chee gin tan/ iStock/Getty Images Plus via Getty Images
The microwave is incredibly convenient for making meals in a snap, from frozen dinners to guilty pleasure foods like pizza rolls and Top Ramen. On the contrary, some foods are foe to the appliance and shouldn’t be cooked or reheated this way no matter how hungry you are. Most of us know that metal is a no-no, but other eats and the vessels they lie in are less obvious offenders.
We figured we’d start this list off right with an undeniable hazard: aluminum foil. One vital kitchen lesson we learned from our parents is that when metal is placed inside a microwave, the appliance’s radio waves reflect off of it, causing it to burn rapidly and catch fire.
In a perfect world, everything would be eaten right after it’s cooked — but sometimes that’s just not the case. It’s best to reheat only the amount needed because food decreases in quality each time it’s reheated. Leftovers can be stored in the fridge for up to four days. Anything that won’t be used within that time frame should be frozen — unless it’s these foods you should never freeze.
Anyone who has ever tried to revive an otherwise delicious piece of pizza in the microwave knows that this method messes with the crust to a point where it’s nothing but a tough, chewy disgrace. If you need it desperately, and can’t possibly wait for it to crisp in the oven, throw it in the microwave with a half glass of water for 30 seconds and hope for the best.
Similar to pizza, other breads lose their integrity when placed in the microwave, somehow becoming both dryer and softer. An oven is one of the better reheating methods here — or toaster oven if you have one — but if you’re planning to reheat last night’s order cheesy breadsticks via the microwave and you don’t want them to taste like a hardened sponge, place them in there with a half glass of water on the side to help retain moisture.
Broccoli is an incredibly popular vegetable beloved for its nutritional content. While the microwave won’t necessarily change the way your broccoli looks or tastes, one study found that the leafy green can lose 74% to 97% of its antioxidants when microwaved while immersed in water. When steamed or cooked without water, it will retain most of its nutrients.
If you’ve ever cut a chile and then touched your face, you know the power contained within hot peppers. Not only can they spark and cause a fire, but chemicals released from the peppers may cause you to choke and may burn your eyes, just as if you were sprayed with mace.
There are dozens of ways to make an egg, some of which involve the microwave, but if you’re thinking about reheating the hard-boiled variety, think again. Hard-boiled eggs, once microwaved, are likely to explode, but not in the microwave. They have a tendency to detonate minutes later after being poked by a knife or teeth. Yes. The egg can blow up in your mouth.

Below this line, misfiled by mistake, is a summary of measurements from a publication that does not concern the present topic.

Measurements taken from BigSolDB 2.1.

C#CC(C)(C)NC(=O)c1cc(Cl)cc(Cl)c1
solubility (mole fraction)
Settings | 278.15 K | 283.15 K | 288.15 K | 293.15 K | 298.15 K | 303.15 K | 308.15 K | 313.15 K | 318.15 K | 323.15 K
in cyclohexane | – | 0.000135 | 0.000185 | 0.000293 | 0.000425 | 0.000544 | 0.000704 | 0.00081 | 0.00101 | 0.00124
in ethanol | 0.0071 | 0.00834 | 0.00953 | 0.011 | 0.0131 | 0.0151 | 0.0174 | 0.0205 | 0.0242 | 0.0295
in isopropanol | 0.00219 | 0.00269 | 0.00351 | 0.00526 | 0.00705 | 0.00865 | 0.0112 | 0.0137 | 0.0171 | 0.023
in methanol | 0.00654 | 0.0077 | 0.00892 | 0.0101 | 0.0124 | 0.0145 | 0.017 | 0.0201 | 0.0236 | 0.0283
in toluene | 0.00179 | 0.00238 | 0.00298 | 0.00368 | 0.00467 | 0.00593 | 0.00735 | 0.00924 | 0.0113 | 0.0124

Grapes are one of the best foods for your brain, but please, don’t put them in the microwave. Researchers found that microwaved grapes produce plasma, creating a brief, fiery explosion. How? The water in the fruit traps radiation wavelengths, which bounce around and concentrate where two grapes meet, creating a strong electromagnetic field and eventually, a spark. For context, lightning, neon signs, stars and rocket exhaust are all plasmas.
You can properly thaw frozen meat in the microwave, but it does come with a caution. Once the temperature of the food climbs above 40 degrees Fahrenheit, it’s susceptible to bacteria growth. If you cook the food immediately after thawing, it’ll kill most of the bacteria, but if you pop the thawed meat into the fridge to grill later, you could make yourself sick.
According to a report by NPR, different leafy greens like kale and spinach can actually give off sparks when cooked in the microwave, yielding a similar reaction to what you'd expect from heating up something metallic.
Microwaving raw carrots might sound like your ticket to an easy weeknight dinner side, but they can actually spark and damage your appliance. Why does this happen? It could be due to the minerals in the soil they’re grown in.
Sometimes the easiest way to prepare a store-bought hot dog is to microwave it. Yeah, your wiener may bloat and split, but it could also send sparks flying like the Fourth of July. This can be due to the uneven mixing of salts and additives inside.
Cooking whole, stuffed poultry in the microwave isn’t recommended. This is because food cooks rapidly in the microwave, and the stuffing might not have enough time to reach the temperature needed to destroy harmful bacteria.
If you’re ordering more takeout or food delivery these days, It may be tempting to reheat last night’s dinner for lunch today in a doggie bag. However, it’s best to transfer your food to a microwave-safe bowl or plate first. Styrofoam may melt and release toxins into your food, as will plastic. Paper-based containers could catch fire, and Chinese takeout boxes typically feature a metal handle, which may cause sparks or flames.